In 2001, Robert Murphy was going through what he calls “a bit of a mid-life crisis.” He needed a fresh start. He needed a new direction. He began searching for volunteer opportunities and through Catholic Charities he found one that would not just help with his current life changes but change his life forever.

“I wasn’t doing anything for anybody back then, I just wasn’t really a charitable person,” he said. “When I heard about this program I couldn’t say no.”

Now, and for more than 15 years, Robert has served as a tutor for middle- and high-school aged students in Catholic Charities Refugee Resettlement Program. The students come from countries such as Syria, Democratic Republic of the Congo, Sudan, Somalia, Iraq, Afghanistan, and Myanmar (Burma), and are adjusting to life in the U.S. when Robert first meets them.

“I have the patience for it and the personality for it in that I’m not shocked by different cultures, I enjoy learning about them,” he said.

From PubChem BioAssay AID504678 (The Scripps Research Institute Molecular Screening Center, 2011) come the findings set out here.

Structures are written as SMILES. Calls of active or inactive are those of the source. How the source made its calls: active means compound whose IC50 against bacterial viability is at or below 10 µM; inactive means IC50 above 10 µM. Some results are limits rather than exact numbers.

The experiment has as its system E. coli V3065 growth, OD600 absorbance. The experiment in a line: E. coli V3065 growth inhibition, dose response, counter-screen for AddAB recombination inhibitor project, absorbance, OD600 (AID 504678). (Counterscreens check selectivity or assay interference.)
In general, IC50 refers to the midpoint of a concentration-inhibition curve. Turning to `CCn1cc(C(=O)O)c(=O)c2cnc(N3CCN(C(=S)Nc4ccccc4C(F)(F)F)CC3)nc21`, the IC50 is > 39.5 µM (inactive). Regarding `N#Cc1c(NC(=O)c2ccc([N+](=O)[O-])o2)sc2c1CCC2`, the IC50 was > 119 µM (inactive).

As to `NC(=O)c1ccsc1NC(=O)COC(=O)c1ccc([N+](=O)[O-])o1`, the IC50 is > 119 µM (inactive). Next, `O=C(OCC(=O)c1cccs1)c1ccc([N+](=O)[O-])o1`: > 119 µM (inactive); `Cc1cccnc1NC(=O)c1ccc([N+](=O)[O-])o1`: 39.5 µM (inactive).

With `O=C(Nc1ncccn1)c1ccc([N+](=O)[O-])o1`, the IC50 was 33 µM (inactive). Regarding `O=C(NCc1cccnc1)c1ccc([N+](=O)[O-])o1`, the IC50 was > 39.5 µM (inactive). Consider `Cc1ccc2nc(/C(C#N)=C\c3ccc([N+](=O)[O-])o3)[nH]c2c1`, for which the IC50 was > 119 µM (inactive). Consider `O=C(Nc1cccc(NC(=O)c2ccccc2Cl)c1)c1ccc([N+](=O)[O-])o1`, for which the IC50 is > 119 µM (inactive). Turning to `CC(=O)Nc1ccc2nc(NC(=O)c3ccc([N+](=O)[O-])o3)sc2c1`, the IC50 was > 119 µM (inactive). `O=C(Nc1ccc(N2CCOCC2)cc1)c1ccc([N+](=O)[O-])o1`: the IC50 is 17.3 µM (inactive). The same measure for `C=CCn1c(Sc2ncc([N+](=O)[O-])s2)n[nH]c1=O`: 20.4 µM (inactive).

When Robert is paired with a student, the first couple meetings are devoted to getting to know each other and breaking the ice. Robert gives all students his cell phone number and says they can reach out to him at any time for help.

“It takes a while for them to feel comfortable calling me but soon enough I start getting texts and calls saying that homework or a project is due tomorrow and we get to work,” he said.

Robert assists with all subjects, including math, science, literature and English. The students face significant challenges in terms of language barriers but also in terms of cultural barriers. For example, when his high school students are reading The Great Gatsby or The Catcher in the Rye, Robert is there to help interpret references and slang that would otherwise be confusing.

The program only last for two years, but in many cases, Robert keeps in touch with students much longer. For some, he’s attended their high school and college graduations. He’s even gone as far as helping students with their college applications and taking them on campus visits.

“You can see the results and you can see that you’re helping them,” Robert said. “And they’re appreciative. They all have such strong work ethic and they make our communities stronger. It’s inspired me.”